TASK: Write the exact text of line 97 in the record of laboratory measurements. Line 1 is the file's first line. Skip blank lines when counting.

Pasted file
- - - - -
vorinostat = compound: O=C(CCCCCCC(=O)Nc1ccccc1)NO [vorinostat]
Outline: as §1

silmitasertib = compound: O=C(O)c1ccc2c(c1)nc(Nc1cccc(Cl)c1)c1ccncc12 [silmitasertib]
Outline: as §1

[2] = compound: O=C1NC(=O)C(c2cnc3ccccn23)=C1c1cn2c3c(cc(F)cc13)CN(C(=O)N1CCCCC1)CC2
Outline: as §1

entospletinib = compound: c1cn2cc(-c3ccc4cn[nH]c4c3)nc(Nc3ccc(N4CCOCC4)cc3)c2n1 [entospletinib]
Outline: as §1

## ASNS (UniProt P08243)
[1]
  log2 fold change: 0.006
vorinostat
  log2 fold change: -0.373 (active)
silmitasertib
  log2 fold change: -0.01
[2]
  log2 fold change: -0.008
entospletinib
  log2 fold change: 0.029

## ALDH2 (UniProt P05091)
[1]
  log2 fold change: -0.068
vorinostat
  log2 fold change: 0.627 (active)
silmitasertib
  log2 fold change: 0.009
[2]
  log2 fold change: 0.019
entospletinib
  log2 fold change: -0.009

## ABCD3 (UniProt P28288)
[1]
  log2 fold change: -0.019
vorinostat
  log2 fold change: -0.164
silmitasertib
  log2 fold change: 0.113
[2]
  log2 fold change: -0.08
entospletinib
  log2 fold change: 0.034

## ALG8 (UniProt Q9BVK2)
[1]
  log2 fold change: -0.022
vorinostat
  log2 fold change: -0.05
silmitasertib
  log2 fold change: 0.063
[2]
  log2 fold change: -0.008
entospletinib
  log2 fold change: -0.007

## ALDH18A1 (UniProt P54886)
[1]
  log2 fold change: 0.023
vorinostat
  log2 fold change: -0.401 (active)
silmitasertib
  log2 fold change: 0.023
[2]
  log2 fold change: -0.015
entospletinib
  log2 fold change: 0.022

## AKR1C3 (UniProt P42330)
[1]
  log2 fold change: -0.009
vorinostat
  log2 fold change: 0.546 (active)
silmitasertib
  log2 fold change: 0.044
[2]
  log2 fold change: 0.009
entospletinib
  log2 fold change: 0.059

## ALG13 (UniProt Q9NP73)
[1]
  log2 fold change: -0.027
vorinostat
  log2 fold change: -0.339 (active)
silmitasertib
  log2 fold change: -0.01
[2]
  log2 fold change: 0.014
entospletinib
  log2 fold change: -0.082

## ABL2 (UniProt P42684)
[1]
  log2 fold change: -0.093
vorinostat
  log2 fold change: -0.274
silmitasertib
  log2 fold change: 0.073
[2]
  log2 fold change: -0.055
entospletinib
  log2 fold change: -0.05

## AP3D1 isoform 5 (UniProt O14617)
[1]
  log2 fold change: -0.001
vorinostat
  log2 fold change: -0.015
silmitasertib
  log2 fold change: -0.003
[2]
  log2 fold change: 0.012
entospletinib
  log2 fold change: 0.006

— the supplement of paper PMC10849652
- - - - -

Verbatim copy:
## AP3D1 isoform 5 (UniProt O14617)